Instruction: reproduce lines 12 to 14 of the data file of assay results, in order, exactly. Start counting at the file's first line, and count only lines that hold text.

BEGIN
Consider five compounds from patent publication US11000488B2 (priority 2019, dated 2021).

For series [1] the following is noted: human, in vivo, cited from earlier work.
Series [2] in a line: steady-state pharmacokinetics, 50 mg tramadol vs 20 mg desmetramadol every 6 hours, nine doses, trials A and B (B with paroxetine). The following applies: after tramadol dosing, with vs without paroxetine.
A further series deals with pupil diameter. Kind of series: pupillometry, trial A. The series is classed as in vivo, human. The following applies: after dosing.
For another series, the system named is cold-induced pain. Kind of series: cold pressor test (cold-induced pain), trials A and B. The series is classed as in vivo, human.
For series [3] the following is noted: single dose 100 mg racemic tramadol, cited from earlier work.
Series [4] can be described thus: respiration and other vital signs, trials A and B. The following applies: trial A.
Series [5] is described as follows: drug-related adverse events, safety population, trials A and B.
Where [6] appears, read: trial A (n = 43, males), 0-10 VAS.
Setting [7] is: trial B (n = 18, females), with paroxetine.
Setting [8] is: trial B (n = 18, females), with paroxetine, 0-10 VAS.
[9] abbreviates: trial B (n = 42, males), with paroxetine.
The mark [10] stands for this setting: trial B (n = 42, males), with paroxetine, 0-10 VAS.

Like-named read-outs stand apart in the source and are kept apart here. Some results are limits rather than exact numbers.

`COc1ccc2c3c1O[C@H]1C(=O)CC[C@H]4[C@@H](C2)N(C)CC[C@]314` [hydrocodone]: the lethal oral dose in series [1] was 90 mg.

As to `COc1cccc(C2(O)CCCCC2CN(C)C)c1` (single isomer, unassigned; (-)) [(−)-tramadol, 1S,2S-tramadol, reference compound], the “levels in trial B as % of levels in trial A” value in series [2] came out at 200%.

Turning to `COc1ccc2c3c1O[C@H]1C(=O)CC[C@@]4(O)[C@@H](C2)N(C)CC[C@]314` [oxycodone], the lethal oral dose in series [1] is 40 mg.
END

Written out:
[9] abbreviates: trial B (n = 42, males), with paroxetine.
The mark [10] stands for this setting: trial B (n = 42, males), with paroxetine, 0-10 VAS.

Like-named read-outs stand apart in the source and are kept apart here. Some results are limits rather than exact numbers.